Remember that no-seats restaurant in Japan that had “diners lining up” around the block for its high-end menu? The ORENO Corporation, which already has eighteen such “standing restaurants” in Japan, is now scouting midtown spaces to open its first location Stateside, Reuters reports. “Only a tiny portion of people can afford to eat at Michelin starred restaurants, but those who earn a modest income should also be able to try high quality food,” says Michio Yasuda, an executive.
Other than faster customer turnover, it’s still somewhat unclear what about having no chairs would enable a restaurant to deliver a Masa-style punch (and Masa-worthy ingredients) for around $40 per person, but hey, only fools try to stop progress. “Japanese food at a top-rated place in New York is so expensive. We want to completely change that,” says chef Hiroshi Shimada, who decamped from the three-star Azabu Yukimura to take on the kitchen at this place, where tables are set up for some 60-odd standing diners but there are only 35 seated guests, who are made to pay extra and have to reserve far in advance. And it’s not just fast casual kaiseki in the Ginza district, Reuters reports: There are Italian-themed standing restaurants and French-style outlets that serve “beef tournedos with foie gras.”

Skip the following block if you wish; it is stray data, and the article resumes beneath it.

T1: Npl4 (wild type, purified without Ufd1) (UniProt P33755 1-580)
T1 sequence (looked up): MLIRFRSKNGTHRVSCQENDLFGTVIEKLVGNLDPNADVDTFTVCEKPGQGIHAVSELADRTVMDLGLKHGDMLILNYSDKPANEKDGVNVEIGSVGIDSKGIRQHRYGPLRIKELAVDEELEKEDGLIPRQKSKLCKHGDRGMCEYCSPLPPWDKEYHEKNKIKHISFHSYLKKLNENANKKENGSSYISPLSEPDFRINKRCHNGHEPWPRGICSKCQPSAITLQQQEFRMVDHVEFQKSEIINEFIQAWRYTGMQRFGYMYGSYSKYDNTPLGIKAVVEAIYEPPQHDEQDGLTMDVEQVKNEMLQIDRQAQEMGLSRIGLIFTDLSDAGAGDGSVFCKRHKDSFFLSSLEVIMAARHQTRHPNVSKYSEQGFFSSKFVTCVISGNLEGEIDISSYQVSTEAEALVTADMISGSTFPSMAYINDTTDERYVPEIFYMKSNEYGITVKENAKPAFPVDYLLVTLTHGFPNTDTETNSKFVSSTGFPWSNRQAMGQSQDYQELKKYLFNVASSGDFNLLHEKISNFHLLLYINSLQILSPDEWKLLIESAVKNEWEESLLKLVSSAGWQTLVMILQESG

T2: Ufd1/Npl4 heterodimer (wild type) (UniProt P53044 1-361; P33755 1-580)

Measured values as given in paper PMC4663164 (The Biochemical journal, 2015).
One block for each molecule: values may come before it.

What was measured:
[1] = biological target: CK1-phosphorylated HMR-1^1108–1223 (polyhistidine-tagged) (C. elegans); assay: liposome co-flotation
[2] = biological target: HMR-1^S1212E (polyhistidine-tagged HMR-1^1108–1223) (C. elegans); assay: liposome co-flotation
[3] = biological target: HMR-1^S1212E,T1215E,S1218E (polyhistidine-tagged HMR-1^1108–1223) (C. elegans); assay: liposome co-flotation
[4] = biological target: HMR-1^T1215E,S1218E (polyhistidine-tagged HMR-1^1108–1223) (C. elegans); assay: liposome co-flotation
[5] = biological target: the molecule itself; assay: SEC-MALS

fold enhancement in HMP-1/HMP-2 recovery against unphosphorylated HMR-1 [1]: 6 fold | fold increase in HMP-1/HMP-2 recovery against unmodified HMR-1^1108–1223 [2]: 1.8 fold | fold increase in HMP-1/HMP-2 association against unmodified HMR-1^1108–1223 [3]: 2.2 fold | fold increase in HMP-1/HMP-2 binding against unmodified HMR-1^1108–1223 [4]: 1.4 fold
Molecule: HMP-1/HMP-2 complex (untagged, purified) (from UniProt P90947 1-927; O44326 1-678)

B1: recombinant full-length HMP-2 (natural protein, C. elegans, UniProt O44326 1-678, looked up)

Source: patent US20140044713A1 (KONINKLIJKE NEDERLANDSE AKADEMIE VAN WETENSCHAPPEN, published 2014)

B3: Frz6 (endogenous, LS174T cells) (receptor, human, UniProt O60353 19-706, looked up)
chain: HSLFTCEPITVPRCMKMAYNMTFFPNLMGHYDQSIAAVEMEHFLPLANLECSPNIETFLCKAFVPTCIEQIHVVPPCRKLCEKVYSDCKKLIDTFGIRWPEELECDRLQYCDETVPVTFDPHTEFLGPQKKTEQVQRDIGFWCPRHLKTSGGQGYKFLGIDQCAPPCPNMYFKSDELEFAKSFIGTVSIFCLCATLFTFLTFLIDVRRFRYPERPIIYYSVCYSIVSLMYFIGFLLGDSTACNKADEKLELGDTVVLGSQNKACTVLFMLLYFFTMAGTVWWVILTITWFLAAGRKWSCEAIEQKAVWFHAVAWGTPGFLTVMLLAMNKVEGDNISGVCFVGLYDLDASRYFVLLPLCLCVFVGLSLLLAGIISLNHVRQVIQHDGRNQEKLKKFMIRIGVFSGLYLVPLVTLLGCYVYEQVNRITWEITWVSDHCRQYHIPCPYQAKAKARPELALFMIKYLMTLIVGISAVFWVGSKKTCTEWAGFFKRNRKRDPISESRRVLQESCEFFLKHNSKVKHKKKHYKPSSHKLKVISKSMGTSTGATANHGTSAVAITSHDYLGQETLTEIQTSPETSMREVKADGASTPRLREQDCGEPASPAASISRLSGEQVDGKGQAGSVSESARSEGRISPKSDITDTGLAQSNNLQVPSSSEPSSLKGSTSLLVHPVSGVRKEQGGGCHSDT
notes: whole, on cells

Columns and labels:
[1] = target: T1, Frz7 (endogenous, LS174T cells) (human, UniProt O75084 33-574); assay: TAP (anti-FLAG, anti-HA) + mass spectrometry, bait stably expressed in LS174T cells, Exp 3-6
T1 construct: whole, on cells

Shimada says that Stateside he anticipates having to make some concessions, but it’s menu stuff like adding butter to his dashi and serving bread on the side of his simmered beef. In any event, it sounds like he’s looking forward to the opening.
We are, too, even if it does leave us a little uncertain about the future. First they took away seat backs and gave us all stools; now they’re taking chairs out of dining rooms entirely. The only thing left to take away is the tabletops, counters, and all of the other surfaces on which people eat. Maybe give surfaces three more years.